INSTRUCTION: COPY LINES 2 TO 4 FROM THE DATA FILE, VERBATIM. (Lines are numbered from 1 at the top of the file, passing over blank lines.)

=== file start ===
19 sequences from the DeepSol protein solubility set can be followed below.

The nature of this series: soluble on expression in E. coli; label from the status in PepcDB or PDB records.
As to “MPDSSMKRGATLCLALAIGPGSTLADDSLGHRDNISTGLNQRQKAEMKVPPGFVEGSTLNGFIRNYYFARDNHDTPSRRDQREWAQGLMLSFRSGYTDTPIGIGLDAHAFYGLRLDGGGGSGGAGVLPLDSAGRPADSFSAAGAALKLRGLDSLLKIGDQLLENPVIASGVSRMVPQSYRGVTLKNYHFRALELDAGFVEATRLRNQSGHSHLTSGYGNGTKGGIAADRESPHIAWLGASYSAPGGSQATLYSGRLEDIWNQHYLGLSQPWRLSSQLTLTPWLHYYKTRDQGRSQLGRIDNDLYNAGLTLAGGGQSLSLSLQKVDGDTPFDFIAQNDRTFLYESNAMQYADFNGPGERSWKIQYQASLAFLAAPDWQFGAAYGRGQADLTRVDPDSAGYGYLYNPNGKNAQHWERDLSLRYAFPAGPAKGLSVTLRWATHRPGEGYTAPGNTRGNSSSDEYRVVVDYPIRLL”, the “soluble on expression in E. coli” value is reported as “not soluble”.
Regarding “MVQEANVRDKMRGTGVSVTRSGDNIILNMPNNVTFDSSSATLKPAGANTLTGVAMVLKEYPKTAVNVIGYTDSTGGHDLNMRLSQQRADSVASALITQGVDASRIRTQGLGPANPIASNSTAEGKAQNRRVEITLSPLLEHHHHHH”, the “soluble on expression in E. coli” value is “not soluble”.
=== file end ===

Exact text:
The nature of this series: soluble on expression in E. coli; label from the status in PepcDB or PDB records.
As to “MPDSSMKRGATLCLALAIGPGSTLADDSLGHRDNISTGLNQRQKAEMKVPPGFVEGSTLNGFIRNYYFARDNHDTPSRRDQREWAQGLMLSFRSGYTDTPIGIGLDAHAFYGLRLDGGGGSGGAGVLPLDSAGRPADSFSAAGAALKLRGLDSLLKIGDQLLENPVIASGVSRMVPQSYRGVTLKNYHFRALELDAGFVEATRLRNQSGHSHLTSGYGNGTKGGIAADRESPHIAWLGASYSAPGGSQATLYSGRLEDIWNQHYLGLSQPWRLSSQLTLTPWLHYYKTRDQGRSQLGRIDNDLYNAGLTLAGGGQSLSLSLQKVDGDTPFDFIAQNDRTFLYESNAMQYADFNGPGERSWKIQYQASLAFLAAPDWQFGAAYGRGQADLTRVDPDSAGYGYLYNPNGKNAQHWERDLSLRYAFPAGPAKGLSVTLRWATHRPGEGYTAPGNTRGNSSSDEYRVVVDYPIRLL”, the “soluble on expression in E. coli” value is reported as “not soluble”.
Regarding “MVQEANVRDKMRGTGVSVTRSGDNIILNMPNNVTFDSSSATLKPAGANTLTGVAMVLKEYPKTAVNVIGYTDSTGGHDLNMRLSQQRADSVASALITQGVDASRIRTQGLGPANPIASNSTAEGKAQNRRVEITLSPLLEHHHHHH”, the “soluble on expression in E. coli” value is “not soluble”.